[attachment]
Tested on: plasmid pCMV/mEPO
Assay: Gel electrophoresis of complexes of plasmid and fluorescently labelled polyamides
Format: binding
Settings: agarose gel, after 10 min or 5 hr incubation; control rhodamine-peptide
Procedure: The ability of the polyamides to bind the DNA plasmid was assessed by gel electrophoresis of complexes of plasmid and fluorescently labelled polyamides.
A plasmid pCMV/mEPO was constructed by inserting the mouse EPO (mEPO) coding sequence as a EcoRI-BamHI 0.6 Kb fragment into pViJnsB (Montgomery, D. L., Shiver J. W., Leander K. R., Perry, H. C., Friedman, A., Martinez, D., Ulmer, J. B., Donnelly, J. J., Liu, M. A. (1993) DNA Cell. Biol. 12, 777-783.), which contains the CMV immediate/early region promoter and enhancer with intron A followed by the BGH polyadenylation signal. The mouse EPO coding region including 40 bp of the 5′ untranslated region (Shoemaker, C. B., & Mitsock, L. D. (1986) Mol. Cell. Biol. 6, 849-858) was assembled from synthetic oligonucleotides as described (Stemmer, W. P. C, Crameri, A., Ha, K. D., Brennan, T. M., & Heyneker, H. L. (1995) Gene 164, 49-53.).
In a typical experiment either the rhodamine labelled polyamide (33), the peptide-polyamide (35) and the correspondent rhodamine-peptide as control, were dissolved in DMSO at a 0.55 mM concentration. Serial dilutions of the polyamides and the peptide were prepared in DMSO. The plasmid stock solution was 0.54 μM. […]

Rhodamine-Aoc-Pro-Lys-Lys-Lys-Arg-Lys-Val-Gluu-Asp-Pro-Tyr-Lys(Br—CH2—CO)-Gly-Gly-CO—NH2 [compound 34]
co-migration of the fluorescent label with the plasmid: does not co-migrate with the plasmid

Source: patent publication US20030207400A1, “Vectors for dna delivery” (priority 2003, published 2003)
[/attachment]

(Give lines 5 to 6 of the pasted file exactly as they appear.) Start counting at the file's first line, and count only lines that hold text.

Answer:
Procedure: The ability of the polyamides to bind the DNA plasmid was assessed by gel electrophoresis of complexes of plasmid and fluorescently labelled polyamides.
A plasmid pCMV/mEPO was constructed by inserting the mouse EPO (mEPO) coding sequence as a EcoRI-BamHI 0.6 Kb fragment into pViJnsB (Montgomery, D. L., Shiver J. W., Leander K. R., Perry, H. C., Friedman, A., Martinez, D., Ulmer, J. B., Donnelly, J. J., Liu, M. A. (1993) DNA Cell. Biol. 12, 777-783.), which contains the CMV immediate/early region promoter and enhancer with intron A followed by the BGH polyadenylation signal. The mouse EPO coding region including 40 bp of the 5′ untranslated region (Shoemaker, C. B., & Mitsock, L. D. (1986) Mol. Cell. Biol. 6, 849-858) was assembled from synthetic oligonucleotides as described (Stemmer, W. P. C, Crameri, A., Ha, K. D., Brennan, T. M., & Heyneker, H. L. (1995) Gene 164, 49-53.).